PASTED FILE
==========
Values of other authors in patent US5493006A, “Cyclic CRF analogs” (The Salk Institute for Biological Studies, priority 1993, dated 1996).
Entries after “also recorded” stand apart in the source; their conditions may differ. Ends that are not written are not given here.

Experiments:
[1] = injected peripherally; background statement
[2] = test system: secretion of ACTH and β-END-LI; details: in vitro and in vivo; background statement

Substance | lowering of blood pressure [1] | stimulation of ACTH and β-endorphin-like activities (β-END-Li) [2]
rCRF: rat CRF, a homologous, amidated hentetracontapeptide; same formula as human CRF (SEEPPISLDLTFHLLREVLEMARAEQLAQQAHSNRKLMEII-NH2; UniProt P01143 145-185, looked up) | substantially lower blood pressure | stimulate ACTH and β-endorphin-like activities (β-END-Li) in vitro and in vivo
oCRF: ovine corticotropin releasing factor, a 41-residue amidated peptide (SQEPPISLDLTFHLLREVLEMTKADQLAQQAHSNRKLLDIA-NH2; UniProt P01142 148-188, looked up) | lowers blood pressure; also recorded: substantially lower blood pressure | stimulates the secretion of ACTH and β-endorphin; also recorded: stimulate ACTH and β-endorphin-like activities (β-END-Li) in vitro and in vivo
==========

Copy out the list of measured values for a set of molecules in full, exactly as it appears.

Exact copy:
Values of other authors in patent US5493006A, “Cyclic CRF analogs” (The Salk Institute for Biological Studies, priority 1993, dated 1996).
Entries after “also recorded” stand apart in the source; their conditions may differ. Ends that are not written are not given here.

Experiments:
[1] = injected peripherally; background statement
[2] = test system: secretion of ACTH and β-END-LI; details: in vitro and in vivo; background statement

Substance | lowering of blood pressure [1] | stimulation of ACTH and β-endorphin-like activities (β-END-Li) [2]
rCRF: rat CRF, a homologous, amidated hentetracontapeptide; same formula as human CRF (SEEPPISLDLTFHLLREVLEMARAEQLAQQAHSNRKLMEII-NH2; UniProt P01143 145-185, looked up) | substantially lower blood pressure | stimulate ACTH and β-endorphin-like activities (β-END-Li) in vitro and in vivo
oCRF: ovine corticotropin releasing factor, a 41-residue amidated peptide (SQEPPISLDLTFHLLREVLEMTKADQLAQQAHSNRKLLDIA-NH2; UniProt P01142 148-188, looked up) | lowers blood pressure; also recorded: substantially lower blood pressure | stimulates the secretion of ACTH and β-endorphin; also recorded: stimulate ACTH and β-endorphin-like activities (β-END-Li) in vitro and in vivo